Sam Bowman's comments on the Vickers Commission feature in IBTimes UK

Deputy Director Sam Bowman's comments on the Vickers Commission have featured in the International Business Times UK:

Sam Bowman, deputy director, of the Adam Smith Institute, told IBTimes UK: "Basically I think the Vickers Commission has come up with the wrong solution to the banking crisis.

"As I see it, we could either try to create a narrow banking system, where depositors' money is only lent out to extremely safe borrowers (e.g. the US, UK governments) and traditional loans are made by different financial institutions where the 'depositors' (more accurately described investors in this case) do not have immediate access to their funds, or we can try to make the banking system that we have as stable as possible.

"For stability, we want banks that are diverse and can withstand unexpected shocks. This is exactly the opposite of what Vickers will do – by splitting investment and retail arms of banks, Vickers makes both arms less steady.

"It's a mistake, I think, to equate systemic importance with size – America has thousands of small banks, but because they are very undiverse they are much more fragile than, say, Canada's banks, which are fewer in number but much more diversified," he said.

'Bank stress tests are inadequate' - author of ASI report "No Stress" writes letter to the Independent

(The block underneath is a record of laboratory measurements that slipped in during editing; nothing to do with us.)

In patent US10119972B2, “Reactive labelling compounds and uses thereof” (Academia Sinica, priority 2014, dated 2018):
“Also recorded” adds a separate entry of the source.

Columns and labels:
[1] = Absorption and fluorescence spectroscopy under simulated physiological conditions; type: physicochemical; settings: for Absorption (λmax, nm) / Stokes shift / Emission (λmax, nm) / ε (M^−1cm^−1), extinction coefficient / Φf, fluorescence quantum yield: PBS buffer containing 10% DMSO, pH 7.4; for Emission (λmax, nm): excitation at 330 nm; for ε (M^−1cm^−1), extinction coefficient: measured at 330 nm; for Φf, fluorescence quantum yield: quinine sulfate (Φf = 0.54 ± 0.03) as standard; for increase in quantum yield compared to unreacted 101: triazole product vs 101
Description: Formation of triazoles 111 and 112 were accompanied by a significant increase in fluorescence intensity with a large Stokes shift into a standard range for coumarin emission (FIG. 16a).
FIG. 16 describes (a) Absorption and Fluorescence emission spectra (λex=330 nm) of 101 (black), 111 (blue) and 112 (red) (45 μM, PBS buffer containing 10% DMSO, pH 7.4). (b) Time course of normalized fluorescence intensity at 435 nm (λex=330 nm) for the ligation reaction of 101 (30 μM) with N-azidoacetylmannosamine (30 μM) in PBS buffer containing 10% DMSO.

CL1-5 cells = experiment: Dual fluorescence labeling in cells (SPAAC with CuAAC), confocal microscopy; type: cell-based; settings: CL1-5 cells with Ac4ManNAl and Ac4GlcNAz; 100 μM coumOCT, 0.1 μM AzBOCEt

Author of Adam Smith Institute report “No Stress: The flaws of the Bank of England’s stress testing programme” Professor Kevin Dowd has written a letter to the Independent:   

Bank stress tests are inadequate

 

James Moore’s article (18 June) on “No Stress”, my Adam Smith Institute Report on the Bank of England’s stress tests, dismisses its conclusions without any attempt to grasp its analysis.

 

Moore claims that the stress tests weren’t perfect, but the best the Bank of England could do; however, the analysis of the report shows that the BoE can, and should, be running safer tests. No one scenario can provide comfort that the system is sound.

 

Furthermore, the tests are based on an absurdly low safety standard, and if one stress-tests the tests against respectable standards all the banks would fail. They also lack credibility because the Bank can only allow the banking system to “pass”: anything else would imply that its own past policies have failed.

 

Moore might be satisfied with the results of the tests, but the rest of us should remain sceptical. Stress tests operate like a radar that is worse than useless because it cannot see the main hazards. We wouldn’t dream of sending out a ship or plane reliant on an unreliable radar. We shouldn’t do that with our banking system either.

 

Professor Kevin Dowd London SW1

Read the letter here.

ASI report, “No Stress: the flaws in the Bank of England’s stress testing programme”, examines the Bank of England’s stress testing programme and challenges the Bank’s conclusion that the UK banking system has sufficient capital to withstand a new downturn and suggests that the UK banking system is actually very weak.

The report argues that the stress tests are fatally flawed because they use a very low ‘pass’ standard, a 4.5 percent minimum ratio of capital to risk-weighted assets. This minimum is well below those coming through under Basel III. Had the Bank carried out a test using these latter minima, the banking system would have failed the test.